Getting started with Canto is easy. Most of this is covered in
man canto, but it seems like it should be online as well.
Right after you download and install Canto, I'm sure you're eager to get going. If you just run
canto, it will start up, generate an example configuration (~/.canto/conf.py.example), fetch those feeds, and startup the interface as usual. This is to let you get a feeling for the program quickly, before messing around with the configuration. Here's the output for conf.py.example:
# Auto-generated by canto because you don't have one. # Please copy to/create ~/.canto/conf.py add("http://rss.slashdot.org/slashdot/Slashdot") add("http://reddit.com/.rss") add("http://kerneltrap.org/node/feed") add("http://codezen.org/canto/feeds/latest")
You can find a list of the default keybinds on the configuration page, to help you navigate.
So you've messed around with the interface and want to put a little effort into a config. The first place to check is the configuration page, to help you get on your way.
The most basic config (like the conf.example generated if you ran without a config), is just a series of
add calls, as you can see above.
If you store your feeds in OPML format, you can use
canto -i <filename> to automatically import your feeds to your config, or
source_opml() to add them from an OPML file at run time.
If you store your feeds in a list of URLs, you can use
source_urls() to read the list from a file at run time.
In order for canto to receive updates, it's fetching program,
canto-fetch must be run often. You can achieve this either by adding
* * * * * canto-fetch
to your crontab, meaning that
canto-fetch will be run once a minute while the computer is running, or if you don't use cron you can add
to your startup scripts (.xinitrc, etc.), this will make canto-fetch into a daemon and run itself every minute. You can also run
canto-fetch -db by hand, or just run
canto -u to force an update every time you run. It's up to you.
This covers some less obvious niceties of using the Canto interface that aren't really covered by keybinds or anywhere else.
Locale or "WTF are these ???? lines?"
If you're having trouble with the interface showing question marks all over the place instead of the nice lines shown in the screenshots, then you've got a locale problem, specifically you're running in a non-UTF-8 locale.
My first suggestion in this case is to switch your system locale to a UTF-8 compatible one. This affects a lot of things, like other terminal applications. For example:
- This is a screenshot of
elinksrunning in a proper UTF-8 locale. Nice, real characters. Thetas look like thetas. Omegas look like omegas.
- This is a screenshot of
elinksrunning in iso-8859-1 which is a typical non-Unicode locale. Everything looks funny. Thetas are THs and omega is W*?
So I don't mean to suggest that everyone's running around reading Greek in their terminal apps, but this is an illustration using the same program, with the same input (wikipedia), but one looks much better than the other. And it's not just non-Latin languages either. Lots of RSS generating blogs use fancy symbols (some as basic as double-quote marks) that don't render correctly in non-UTF-8 locales.
To use a proper locale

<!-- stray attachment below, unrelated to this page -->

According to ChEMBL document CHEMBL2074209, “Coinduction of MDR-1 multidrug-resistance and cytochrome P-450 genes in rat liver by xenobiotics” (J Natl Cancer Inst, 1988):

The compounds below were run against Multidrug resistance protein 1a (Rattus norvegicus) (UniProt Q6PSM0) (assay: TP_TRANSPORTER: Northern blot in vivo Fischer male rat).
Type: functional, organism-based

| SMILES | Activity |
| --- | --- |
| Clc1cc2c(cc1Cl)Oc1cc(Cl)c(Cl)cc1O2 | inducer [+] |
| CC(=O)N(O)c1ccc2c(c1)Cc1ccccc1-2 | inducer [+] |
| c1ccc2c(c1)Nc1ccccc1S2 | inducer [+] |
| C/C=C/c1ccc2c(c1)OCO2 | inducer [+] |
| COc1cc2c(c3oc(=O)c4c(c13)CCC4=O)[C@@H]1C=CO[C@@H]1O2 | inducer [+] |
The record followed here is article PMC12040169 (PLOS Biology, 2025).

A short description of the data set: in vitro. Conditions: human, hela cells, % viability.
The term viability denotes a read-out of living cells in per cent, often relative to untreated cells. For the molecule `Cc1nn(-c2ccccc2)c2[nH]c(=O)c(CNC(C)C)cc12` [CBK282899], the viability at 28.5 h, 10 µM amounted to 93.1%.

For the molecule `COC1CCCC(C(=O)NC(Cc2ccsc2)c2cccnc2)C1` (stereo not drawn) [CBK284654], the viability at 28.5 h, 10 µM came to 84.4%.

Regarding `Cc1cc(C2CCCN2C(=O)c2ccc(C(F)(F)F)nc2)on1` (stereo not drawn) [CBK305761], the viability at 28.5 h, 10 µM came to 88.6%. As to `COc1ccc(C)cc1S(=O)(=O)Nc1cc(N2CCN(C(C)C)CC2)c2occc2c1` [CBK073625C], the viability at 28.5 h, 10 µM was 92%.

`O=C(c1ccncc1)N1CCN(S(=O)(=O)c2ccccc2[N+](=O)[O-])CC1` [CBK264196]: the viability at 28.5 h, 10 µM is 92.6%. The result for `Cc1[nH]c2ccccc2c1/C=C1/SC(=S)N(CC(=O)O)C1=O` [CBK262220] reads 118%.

locale -awhich will show you the installed locales on your system. If you see an appropriate UTF-8 line, skip to 4.
sudo dpkg-reconfigure localeson Debian based systems) to add/uncomment your locale. It should be a line in the form of
language_territory.UTF-8 UTF-8where language and country are abbreviations. For example:
en_US.UTF-8 UTF-8for American English or
de_DE.UTF-8 UTF-8for German.
sudo locale-gento actually generate the locale data based in
TO CHANGE ALL PROGRAMS: Add
export LC_ALL=xx_XX.UTF-8to your shell configuration (
~/.bashrcfor example) and restart your terminal/shell.
TO JUST RUN CANTO: Invoke Canto like this:
Some alternate (and mostly distro agnostic) help from the Arch Wiki here
That should make Canto, and all of your other terminal apps display nicely. Also note though that even with a UTF-8 locale actually displaying the right characters is still dependent on using a good font in your terminal. So, if you plan on reading any feeds in Arabic or Chinese or even Math, you may be interested in setting up your terminal with a font like unifont.
Throughout canto you might run into an input box or two. These boxes accept any sort of input (including UTF-8 characters). In addition to input though, it supports typical (Emacsy?) terminal control sequences.
Ctrl + g (BEL)
Ctrl + j (NL)
|Enter Input (same as Enter)|
Ctrl + a (SOH)
|Start of line (same as Home)|
Ctrl + e (ENQ)
|End of line (same as End)|
Movement is also supported with the left and right arrows as well as their Emacsy equivalent. Ctrl + g is the only keybind that doesn't have an easily typable equivalent but is also probably the most useful.
In addition to the above keybind, the reader "go to link" input box ('g' in the reader, by default) supports going to multiple links at once (very useful for posts that aggregate a number of cool links). In this input box only you can specify a comma delimited list of ranges. Some examples:
1 # Goto link 1 1,3 # Goto links 1 and 3 1-3 # Goto links 1, 2, and 3 1,4-6 # Goto links 1, 4, 5, 6
Also worth noting: link 0 is always the story's main link. Going to link 0 from the reader is equivalent to hitting 'g' (by default) in the main view.